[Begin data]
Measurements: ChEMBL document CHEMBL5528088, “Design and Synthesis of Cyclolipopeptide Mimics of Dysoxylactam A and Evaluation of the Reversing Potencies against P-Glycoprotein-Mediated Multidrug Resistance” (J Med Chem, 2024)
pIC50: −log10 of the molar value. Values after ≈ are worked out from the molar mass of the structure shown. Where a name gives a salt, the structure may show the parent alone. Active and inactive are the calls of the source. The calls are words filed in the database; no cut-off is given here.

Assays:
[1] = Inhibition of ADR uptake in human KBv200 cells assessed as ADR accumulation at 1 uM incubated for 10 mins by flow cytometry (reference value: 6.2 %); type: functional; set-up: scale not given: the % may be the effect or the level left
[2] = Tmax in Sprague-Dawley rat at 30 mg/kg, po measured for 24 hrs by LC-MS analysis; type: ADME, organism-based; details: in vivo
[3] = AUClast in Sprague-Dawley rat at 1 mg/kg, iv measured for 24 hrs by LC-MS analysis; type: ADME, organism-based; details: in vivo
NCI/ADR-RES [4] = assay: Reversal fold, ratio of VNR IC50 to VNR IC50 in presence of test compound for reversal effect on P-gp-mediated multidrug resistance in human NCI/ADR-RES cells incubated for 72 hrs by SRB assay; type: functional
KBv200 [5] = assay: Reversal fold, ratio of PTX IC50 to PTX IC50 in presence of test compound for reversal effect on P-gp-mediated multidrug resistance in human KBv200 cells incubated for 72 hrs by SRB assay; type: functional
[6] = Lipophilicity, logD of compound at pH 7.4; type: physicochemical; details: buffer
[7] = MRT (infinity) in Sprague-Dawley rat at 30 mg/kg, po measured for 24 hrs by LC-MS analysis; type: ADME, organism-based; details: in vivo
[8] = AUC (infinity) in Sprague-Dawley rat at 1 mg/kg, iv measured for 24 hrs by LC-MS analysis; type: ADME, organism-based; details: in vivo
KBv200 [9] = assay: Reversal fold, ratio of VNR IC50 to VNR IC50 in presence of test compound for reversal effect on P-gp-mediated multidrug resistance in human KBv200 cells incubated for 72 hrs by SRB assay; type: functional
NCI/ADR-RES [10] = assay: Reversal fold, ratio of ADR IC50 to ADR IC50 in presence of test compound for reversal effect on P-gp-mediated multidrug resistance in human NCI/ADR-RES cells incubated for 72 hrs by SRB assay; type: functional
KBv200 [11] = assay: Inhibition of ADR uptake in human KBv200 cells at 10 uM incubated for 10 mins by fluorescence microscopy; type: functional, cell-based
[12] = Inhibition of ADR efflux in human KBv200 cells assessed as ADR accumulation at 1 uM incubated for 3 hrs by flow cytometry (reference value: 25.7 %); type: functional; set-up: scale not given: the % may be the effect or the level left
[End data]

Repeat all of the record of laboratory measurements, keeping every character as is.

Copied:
Measurements: ChEMBL document CHEMBL5528088, “Design and Synthesis of Cyclolipopeptide Mimics of Dysoxylactam A and Evaluation of the Reversing Potencies against P-Glycoprotein-Mediated Multidrug Resistance” (J Med Chem, 2024)
pIC50: −log10 of the molar value. Values after ≈ are worked out from the molar mass of the structure shown. Where a name gives a salt, the structure may show the parent alone. Active and inactive are the calls of the source. The calls are words filed in the database; no cut-off is given here.

Assays:
[1] = Inhibition of ADR uptake in human KBv200 cells assessed as ADR accumulation at 1 uM incubated for 10 mins by flow cytometry (reference value: 6.2 %); type: functional; set-up: scale not given: the % may be the effect or the level left
[2] = Tmax in Sprague-Dawley rat at 30 mg/kg, po measured for 24 hrs by LC-MS analysis; type: ADME, organism-based; details: in vivo
[3] = AUClast in Sprague-Dawley rat at 1 mg/kg, iv measured for 24 hrs by LC-MS analysis; type: ADME, organism-based; details: in vivo
NCI/ADR-RES [4] = assay: Reversal fold, ratio of VNR IC50 to VNR IC50 in presence of test compound for reversal effect on P-gp-mediated multidrug resistance in human NCI/ADR-RES cells incubated for 72 hrs by SRB assay; type: functional
KBv200 [5] = assay: Reversal fold, ratio of PTX IC50 to PTX IC50 in presence of test compound for reversal effect on P-gp-mediated multidrug resistance in human KBv200 cells incubated for 72 hrs by SRB assay; type: functional
[6] = Lipophilicity, logD of compound at pH 7.4; type: physicochemical; details: buffer
[7] = MRT (infinity) in Sprague-Dawley rat at 30 mg/kg, po measured for 24 hrs by LC-MS analysis; type: ADME, organism-based; details: in vivo
[8] = AUC (infinity) in Sprague-Dawley rat at 1 mg/kg, iv measured for 24 hrs by LC-MS analysis; type: ADME, organism-based; details: in vivo
KBv200 [9] = assay: Reversal fold, ratio of VNR IC50 to VNR IC50 in presence of test compound for reversal effect on P-gp-mediated multidrug resistance in human KBv200 cells incubated for 72 hrs by SRB assay; type: functional
NCI/ADR-RES [10] = assay: Reversal fold, ratio of ADR IC50 to ADR IC50 in presence of test compound for reversal effect on P-gp-mediated multidrug resistance in human NCI/ADR-RES cells incubated for 72 hrs by SRB assay; type: functional
KBv200 [11] = assay: Inhibition of ADR uptake in human KBv200 cells at 10 uM incubated for 10 mins by fluorescence microscopy; type: functional, cell-based
[12] = Inhibition of ADR efflux in human KBv200 cells assessed as ADR accumulation at 1 uM incubated for 3 hrs by flow cytometry (reference value: 25.7 %); type: functional; set-up: scale not given: the % may be the effect or the level left